5. MET Receptor Tyrosine Kinase
The c-MET (hereafter referred as MET) receptor tyrosine kinase was originally identified as the cellular homologue of the TPR-MET oncoprotein . MET can be overexpressed in a number of malignancies, sometimes mutated, or sometimes even amplified. MET located on chromosome 7 encodes for a single precursor that is posttranscriptionally modified, forming a transmembrane protein. The ligand for MET has been identified as hepatocyte growth factor (HGF). Ligation of MET receptor to HGF leads to activation of its intrinsic tyrosine kinase. Activating mutations of MET have been reported in a variety of cancers such as lung cancer, melanoma, mesothelioma, and pancreatic cancer; MET can also be amplified in lung cancer.
Several MET inhibitors are currently under evaluation, like ARQ 197 or PF 23411066; promising results of a phase II trial with ARQ 197 associated to chemotherapy were recently presented at the ASCO meeting .
A new fusion oncogene, named EML4-ALK, has been described in about 4% of NSCLC patients, mostly in never smokers, young, male, usually not harboring EGFR mutations. The oncogene is due to a translocation within chromosome 2 bringing to a fusion between the N-terminus of the echinoderm microtubule-associated protein-like 4 (EML4) and the intracellular domain of anaplastic kinase (ALK), and its tyrosine kinase activity can be triggered by ALK, MET, and HGF. The activity of EML4-ALK can be abolished by an oral compound, PF 02341066 (Crizotinib, Pfizer) . EML4-ALK can be tested by FISH, the recommended dose is 250 mg twice daily and after the promising results of a phase II trial, a phase III trial is ongoing.
7. Insulin Growth Factor Pathway
The insulin growth factor receptor (IGFR) is involved in essential steps of cancer development such as survival, proliferation and metastases . Predictive factors, that is, predictive biomarkers, are yet not identified, although it has been suggested that pretreatment levels of circulating free IGF1 could help in selecting responsive patients .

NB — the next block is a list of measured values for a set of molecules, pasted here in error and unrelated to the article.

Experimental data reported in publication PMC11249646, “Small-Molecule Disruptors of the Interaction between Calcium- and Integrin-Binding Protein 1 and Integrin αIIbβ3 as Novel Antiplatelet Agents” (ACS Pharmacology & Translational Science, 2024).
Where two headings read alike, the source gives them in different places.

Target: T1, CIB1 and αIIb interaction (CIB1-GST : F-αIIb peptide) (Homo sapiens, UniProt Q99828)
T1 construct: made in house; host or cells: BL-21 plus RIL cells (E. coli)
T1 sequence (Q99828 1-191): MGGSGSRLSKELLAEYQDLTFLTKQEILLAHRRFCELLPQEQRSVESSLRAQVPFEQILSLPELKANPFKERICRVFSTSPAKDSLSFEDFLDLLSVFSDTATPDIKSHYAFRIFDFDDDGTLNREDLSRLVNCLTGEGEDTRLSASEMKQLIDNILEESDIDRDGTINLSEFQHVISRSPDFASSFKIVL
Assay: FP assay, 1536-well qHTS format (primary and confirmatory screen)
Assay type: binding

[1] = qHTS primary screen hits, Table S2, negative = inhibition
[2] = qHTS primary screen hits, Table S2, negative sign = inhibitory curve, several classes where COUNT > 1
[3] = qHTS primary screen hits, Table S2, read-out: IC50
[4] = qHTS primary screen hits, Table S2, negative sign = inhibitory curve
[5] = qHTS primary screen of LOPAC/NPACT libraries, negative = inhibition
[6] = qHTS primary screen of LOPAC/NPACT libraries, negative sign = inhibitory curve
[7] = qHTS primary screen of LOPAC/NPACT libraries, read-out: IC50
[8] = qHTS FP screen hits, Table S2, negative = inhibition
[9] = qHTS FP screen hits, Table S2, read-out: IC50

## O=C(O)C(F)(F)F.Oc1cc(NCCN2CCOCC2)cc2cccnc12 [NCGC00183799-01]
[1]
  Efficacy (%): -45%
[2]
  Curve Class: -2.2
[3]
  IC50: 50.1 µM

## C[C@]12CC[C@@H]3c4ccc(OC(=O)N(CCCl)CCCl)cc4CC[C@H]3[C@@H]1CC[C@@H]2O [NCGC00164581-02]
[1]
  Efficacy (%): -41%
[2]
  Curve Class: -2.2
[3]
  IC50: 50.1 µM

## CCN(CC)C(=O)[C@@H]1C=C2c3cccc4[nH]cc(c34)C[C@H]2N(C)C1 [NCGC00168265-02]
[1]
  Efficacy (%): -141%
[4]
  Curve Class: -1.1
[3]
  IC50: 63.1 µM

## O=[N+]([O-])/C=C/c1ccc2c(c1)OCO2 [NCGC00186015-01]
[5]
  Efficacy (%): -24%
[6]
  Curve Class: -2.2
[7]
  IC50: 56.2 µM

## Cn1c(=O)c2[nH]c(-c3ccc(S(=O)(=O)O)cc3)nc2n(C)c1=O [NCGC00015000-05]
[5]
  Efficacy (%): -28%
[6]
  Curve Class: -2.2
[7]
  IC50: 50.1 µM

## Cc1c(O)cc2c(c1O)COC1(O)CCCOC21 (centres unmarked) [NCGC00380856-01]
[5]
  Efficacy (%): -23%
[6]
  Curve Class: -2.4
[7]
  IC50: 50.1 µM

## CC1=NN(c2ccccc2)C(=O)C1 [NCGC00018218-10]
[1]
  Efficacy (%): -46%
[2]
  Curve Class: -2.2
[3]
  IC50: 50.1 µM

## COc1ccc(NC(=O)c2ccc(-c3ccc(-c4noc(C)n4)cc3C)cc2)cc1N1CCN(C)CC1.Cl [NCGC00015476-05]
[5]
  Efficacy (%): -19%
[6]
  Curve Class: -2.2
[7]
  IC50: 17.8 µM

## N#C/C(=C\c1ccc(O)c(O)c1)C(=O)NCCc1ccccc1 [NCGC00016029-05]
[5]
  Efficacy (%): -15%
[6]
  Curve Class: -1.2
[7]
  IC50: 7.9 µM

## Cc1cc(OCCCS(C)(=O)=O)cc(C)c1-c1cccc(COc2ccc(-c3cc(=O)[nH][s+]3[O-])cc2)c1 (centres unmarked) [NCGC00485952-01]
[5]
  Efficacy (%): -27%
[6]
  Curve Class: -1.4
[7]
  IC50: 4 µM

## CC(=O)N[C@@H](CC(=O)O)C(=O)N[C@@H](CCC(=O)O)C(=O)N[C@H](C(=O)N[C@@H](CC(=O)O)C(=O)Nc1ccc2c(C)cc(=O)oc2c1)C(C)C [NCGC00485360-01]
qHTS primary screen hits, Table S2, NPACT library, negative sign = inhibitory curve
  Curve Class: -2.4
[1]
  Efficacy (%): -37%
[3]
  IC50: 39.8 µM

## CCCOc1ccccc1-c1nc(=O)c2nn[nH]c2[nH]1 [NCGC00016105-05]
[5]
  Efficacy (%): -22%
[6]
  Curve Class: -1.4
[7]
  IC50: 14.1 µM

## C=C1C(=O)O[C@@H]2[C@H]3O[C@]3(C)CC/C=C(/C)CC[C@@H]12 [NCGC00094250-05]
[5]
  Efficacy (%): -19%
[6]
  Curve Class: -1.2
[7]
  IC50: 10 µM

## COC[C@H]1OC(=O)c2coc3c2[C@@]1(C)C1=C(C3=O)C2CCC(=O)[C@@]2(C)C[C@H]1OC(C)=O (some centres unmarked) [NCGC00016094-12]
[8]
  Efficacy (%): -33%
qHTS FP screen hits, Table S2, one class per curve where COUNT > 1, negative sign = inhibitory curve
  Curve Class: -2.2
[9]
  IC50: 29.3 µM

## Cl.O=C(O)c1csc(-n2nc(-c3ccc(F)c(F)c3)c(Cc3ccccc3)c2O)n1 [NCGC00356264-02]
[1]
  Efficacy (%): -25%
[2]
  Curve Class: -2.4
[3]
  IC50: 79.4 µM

Several compounds, including monoclonal antibodies and tyrosine kinase inhibitors, are currently under clinical investigation in NSCLC. The major toxicity is hyperglycemia and fatigue, as class effect. The figitumumab (CP-751,871) is the only anti-IGF1R monoclonal antibody whose phase III trial has already finished, and no statistical improvement was demonstrated by adding figitumumab to standard chemotherapy in advanced NSCLC patients .
More trials are ongoing with other antibodies with different affinity to IGF1R, like IMC-A12 and MK-0646.
Although a platinum doublet remains the standard treatment for advanced NSCLC patients and histology drives the choice of the drugs, biomarkers are useful for prognostic and predictive information. Up to now, the lack of established predictive biomarker to select patients for the antiangiogenic drugs may be the cause of the modest results observed with VEGFR inhibitors small molecules; the data obtained with bevacizumab are significant only when bevacizumab is combined with taxanes, likely for a synergistic activity; however, the lack of a predictive marker is a big issue for all those drugs.
EGFR mutations are present in 35% of the Asian population and in 15% of the Caucasian population; patients affected by advanced NSCLC with sensitizing mutations in the EGFR gene are highly responsive to EGFR-TKIs with dramatical improvement of their OS, and they should receive those drugs during their treatment. EML4-ALK and EGFR mutations are reported to be mutually exclusive; therefore, EML4-ALK should be checked in patients EGFR negative, for the outstanding results obtained with Crizotinib in the phase II trial, to be confirmed. Other molecular markers and target drugs are advancing rapidly, so the molecular analysis of tumor tissue for molecular characterization is a crucial step in defining the best treatment strategy.
- A. Jemal, R. Siegel, E. Ward et al., “Cancer statistics, 2010,” CA: A Cancer Journal for Clinicians, vol. 60, no. 5, pp. 277–300, 2010.
- A. Spira and D. S. Ettinger, “Multidisciplinary management of lung cancer,” New England Journal of Medicine, vol. 350, no. 4, pp. 379–392, 2004.